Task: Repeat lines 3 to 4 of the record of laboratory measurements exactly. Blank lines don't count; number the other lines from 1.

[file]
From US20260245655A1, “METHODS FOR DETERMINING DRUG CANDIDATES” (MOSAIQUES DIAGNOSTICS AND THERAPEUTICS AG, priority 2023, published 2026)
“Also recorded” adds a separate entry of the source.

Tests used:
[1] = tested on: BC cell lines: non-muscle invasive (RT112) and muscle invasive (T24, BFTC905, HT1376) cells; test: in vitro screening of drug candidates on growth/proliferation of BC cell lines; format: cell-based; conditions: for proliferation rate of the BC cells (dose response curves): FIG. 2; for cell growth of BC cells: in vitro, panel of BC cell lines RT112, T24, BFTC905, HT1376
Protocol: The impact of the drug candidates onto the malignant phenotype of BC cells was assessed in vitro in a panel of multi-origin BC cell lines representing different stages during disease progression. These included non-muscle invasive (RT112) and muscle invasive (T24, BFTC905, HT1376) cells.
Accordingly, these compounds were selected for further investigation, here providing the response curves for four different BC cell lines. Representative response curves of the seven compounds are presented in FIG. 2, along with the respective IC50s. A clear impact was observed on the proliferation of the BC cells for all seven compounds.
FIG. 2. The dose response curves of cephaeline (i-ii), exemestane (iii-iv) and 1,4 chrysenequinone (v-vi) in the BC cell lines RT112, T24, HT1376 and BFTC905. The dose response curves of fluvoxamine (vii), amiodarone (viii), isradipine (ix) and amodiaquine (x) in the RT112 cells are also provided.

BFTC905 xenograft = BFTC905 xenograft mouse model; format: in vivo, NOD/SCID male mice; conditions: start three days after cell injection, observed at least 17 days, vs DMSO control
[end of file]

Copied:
Tests used:
[1] = tested on: BC cell lines: non-muscle invasive (RT112) and muscle invasive (T24, BFTC905, HT1376) cells; test: in vitro screening of drug candidates on growth/proliferation of BC cell lines; format: cell-based; conditions: for proliferation rate of the BC cells (dose response curves): FIG. 2; for cell growth of BC cells: in vitro, panel of BC cell lines RT112, T24, BFTC905, HT1376